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Profile: Herbert Kalmbach

Herbert Kalmbach was a participant or observer in the following events:

President Nixon learns of Senator Edward Kennedy (D-MA)‘s involvement in the death by drowning of campaign worker Mary Jo Kopechne at Massachusett’s Chappaquiddick Island. “He was obviously drunk and let her drown,” Nixon says of Kennedy, who is considered the Democrats’ leading presidential candidate for 1972. “He ran. There’s a fatal flaw in his character.” Nixon aide John Ehrlichman sends his “on-staff detective,” Jack Caulfield (see April 2, 1969) to the site to pose as a reporter and glean information. Caulfield takes along another former New York police detective, Tony Ulasewicz, who is being paid $22,000 a year out of a secret Nixon political fund handled by Nixon’s personal lawyer, Herbert Kalmbach. (Reeves 2001, pp. 100-101)

George C. Wallace.George C. Wallace. [Source: Public domain]President Nixon is intent on knocking Alabama governor George Wallace, a segregationist Democrat, out of the 1972 elections. To that end, he has his personal lawyer, Herbert Kalmbach, ferry $100,000 in secret campaign funds (see December 1, 1969) to Alabama gubernatorial candidate Albert Brewer. Kalmbach delivers the money in the lobby of a New York City hotel, using the pseudonym “Mr. Jensen of Detroit.” Through his chief of staff H. R. Haldeman, Nixon also orders an IRS investigation of Wallace. White House aide Murray Chotiner delivers the information gleaned from the IRS probe to investigative columnist Jack Anderson, who subsequently prints the information in his syndicated columns. When Brewer forces a runoff with Wallace in the May 5 primary elections, Kalmbach has another $330,000 delivered to Brewer’s campaign. Brewer’s aide Jim Bob Solomon takes the money, in $100 bills, to Brewer via a flight from Los Angeles to Alabama; Solomon is so worried about the money being discovered in the event of a plane crash that he pins a note to his underwear saying that the money is not his, and he is delivering it on behalf of the president. Wallace, calling Brewer “the candidate of 300,000 n_ggers,” wins the runoff despite the massive cash infusions from the White House. (Reeves 2001, pp. 228-229)

Nixon at AMPI rally and convention, September 3, 1971Nixon at AMPI rally and convention, September 3, 1971 [Source: George Mason University]President Nixon meets with members of a farmer’s cooperative, Associated Milk Producers, Inc (AMPI). Nixon and his staff members have secretly colluded with AMPI members to artificially drive up the price of milk in return for $2 million in campaign contributions for Nixon’s 1972 re-election. (Ironically, in 1968, AMPI had supported Democratic candidate Hubert Humphrey, but they now want access to Nixon, and retained former Nixon aide Murray Chotiner as soon as Chotiner left the White House.) In 1969 and 1970, AMPI officials delivered $235,000 to Nixon’s personal lawyer, Herbert Kalmbach, for use in the Townhouse Project (see Early 1970) and other secret campaign operations. AMPI officials agree to government subsidies that will drive the price of milk up to $4.92 per hundredweight after politely listening to Nixon’s ideas of marketing milk as a sedative: “If you get people thinking that a glass of milk is going to make them sleep, I mean, it’ll do just as well as a sleeping pill. It’s all in the head.” Nixon heads off specific discussions of how AMPI money will be delivered, warning: “Don’t say that while I’m sitting here. Matter of fact, the room’s not tapped. Forgot to do that” (see February 1971). After the meeting, Nixon’s aides calculate that the deal will cost the government about $100 million. White House aide John Ehrlichman says as he leaves Nixon’s office: “Better get a glass of milk. Drink it while it’s cheap.” That evening, Chotiner and the president of AMPI, Harold Nelson, transfer the $2 million to Kalmbach in a Washington hotel room. (Reeves 2001, pp. 309)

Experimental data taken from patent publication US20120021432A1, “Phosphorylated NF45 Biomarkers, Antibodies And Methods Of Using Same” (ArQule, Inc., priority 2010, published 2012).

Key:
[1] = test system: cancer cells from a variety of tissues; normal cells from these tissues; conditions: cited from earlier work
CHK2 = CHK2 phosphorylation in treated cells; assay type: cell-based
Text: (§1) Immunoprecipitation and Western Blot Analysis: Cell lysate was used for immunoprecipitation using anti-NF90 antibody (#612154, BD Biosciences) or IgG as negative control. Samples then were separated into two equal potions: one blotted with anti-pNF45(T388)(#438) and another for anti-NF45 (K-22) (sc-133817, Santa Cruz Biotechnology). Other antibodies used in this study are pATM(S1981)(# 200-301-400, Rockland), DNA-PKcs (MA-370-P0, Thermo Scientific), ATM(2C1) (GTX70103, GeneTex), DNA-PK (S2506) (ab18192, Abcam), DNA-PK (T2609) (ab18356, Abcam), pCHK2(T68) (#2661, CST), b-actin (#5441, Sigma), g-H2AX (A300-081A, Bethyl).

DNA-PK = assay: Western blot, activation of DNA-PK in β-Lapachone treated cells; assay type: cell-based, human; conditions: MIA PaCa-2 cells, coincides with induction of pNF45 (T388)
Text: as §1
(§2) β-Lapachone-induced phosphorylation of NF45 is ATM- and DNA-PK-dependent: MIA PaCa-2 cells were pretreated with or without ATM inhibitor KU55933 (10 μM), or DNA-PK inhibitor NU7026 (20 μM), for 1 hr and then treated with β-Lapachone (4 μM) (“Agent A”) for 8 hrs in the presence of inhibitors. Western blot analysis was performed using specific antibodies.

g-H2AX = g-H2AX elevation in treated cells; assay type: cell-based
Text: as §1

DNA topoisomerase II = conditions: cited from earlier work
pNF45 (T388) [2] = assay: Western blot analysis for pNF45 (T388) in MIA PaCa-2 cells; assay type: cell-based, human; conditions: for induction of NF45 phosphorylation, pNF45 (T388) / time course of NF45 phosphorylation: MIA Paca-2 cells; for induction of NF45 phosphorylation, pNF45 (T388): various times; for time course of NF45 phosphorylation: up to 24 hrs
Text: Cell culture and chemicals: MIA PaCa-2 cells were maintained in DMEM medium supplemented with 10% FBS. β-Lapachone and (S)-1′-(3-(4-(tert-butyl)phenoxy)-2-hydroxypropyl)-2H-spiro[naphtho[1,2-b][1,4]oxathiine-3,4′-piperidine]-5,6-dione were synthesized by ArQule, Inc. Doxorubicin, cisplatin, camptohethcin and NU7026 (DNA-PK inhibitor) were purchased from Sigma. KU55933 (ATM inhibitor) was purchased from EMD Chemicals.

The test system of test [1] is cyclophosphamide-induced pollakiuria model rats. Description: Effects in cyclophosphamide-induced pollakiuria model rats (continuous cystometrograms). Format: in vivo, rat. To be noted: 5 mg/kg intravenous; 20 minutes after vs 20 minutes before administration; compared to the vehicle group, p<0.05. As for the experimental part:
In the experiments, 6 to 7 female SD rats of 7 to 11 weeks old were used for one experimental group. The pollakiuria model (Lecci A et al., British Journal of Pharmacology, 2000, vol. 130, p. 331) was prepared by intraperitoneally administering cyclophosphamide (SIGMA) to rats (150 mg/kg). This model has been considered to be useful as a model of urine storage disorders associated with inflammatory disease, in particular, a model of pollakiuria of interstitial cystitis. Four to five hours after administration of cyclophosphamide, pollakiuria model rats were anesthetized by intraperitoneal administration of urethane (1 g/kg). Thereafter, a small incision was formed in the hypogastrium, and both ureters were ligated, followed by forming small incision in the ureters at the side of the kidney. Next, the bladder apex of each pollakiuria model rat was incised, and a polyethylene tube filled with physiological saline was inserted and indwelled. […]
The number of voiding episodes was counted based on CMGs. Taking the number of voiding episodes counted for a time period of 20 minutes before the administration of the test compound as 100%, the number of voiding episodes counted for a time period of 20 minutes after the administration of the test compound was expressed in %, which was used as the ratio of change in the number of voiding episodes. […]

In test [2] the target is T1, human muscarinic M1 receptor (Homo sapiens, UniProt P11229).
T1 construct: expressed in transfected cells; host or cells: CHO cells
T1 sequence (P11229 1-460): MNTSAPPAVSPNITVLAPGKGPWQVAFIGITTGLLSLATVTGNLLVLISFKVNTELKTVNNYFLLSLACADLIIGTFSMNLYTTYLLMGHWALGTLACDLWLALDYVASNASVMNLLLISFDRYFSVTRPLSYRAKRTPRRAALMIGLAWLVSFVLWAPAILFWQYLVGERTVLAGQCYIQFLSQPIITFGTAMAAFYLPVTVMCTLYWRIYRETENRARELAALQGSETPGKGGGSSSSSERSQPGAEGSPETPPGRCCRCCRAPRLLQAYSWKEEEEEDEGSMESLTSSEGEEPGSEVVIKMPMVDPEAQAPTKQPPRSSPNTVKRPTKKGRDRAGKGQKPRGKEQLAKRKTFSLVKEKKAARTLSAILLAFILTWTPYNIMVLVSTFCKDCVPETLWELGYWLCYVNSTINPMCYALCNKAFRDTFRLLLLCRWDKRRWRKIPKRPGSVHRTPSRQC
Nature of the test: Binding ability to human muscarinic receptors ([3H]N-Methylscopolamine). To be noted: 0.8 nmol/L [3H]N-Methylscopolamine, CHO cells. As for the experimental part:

Donald Segretti.Donald Segretti. [Source: Spartacus Educational]Three attorneys—one the assistant attorney general of Tennessee, Alex Shipley—are asked to work as so-called “agent provocateur” for the Campaign to Re-elect the President (CREEP), an organization working to re-elect President Nixon (see October 10, 1972). The three tell their story to Washington Post reporter Carl Bernstein in late September 1972, and Bernstein’s colleague Bob Woodward learns more from his FBI source, “Deep Throat,” days later (see October 7, 1972 and October 9, 1972). They all say they were asked to work to undermine the primary campaigns of Democratic presidential candidates by the same man, Donald Segretti, a former Treasury Department lawyer who lives in California. Segretti will later be identified as a CREEP official. Segretti, the attorneys will say, promises them “big jobs” in Washington after Nixon’s re-election (see November 7, 1972). All three says they rejected Segretti’s offers (see June 27-October 23, 1971). Segretti himself will deny the allegations, calling them “ridiculous.”
Part of a Larger Pattern? - Bernstein and Woodward connect the Segretti story to other Nixon campaign “dirty tricks” they are already aware of, including efforts by Watergate burglar James McCord (see June 19, 1972) to “investigate” reporter Jack Anderson, attempts by Watergate surveillance man Alfred Baldwin (see June 17, 1972) to infiltrate Vietnam Veterans Against the War, Watergate burglar E. Howard Hunt’s successful attempts to electronically “bug” Democratic campaign headquarters (see May 27-28, 1972) and his investigation of Democratic presidential candidate Edward Kennedy (see June 19, 1972), and McCord’s rental of an office next to the offices of Democratic presidential candidate Edmund Muskie. To the reporters, the Segretti story opens up speculation that the Nixon campaign had undertaken political espionage efforts long before the Watergate burglary. In their book All the President’s Men, Bernstein and Woodward write, “Watergate could have been scheduled before the president’s re-election chances looked so good and perhaps someone had neglected to pull the plug.” Bernstein has heard of CIA operations such as this mounted against foreign governments, called “black operations,” but sometimes more colloquially called “mindf_cking.” (Bernstein and Woodward 1974, pp. 114-115)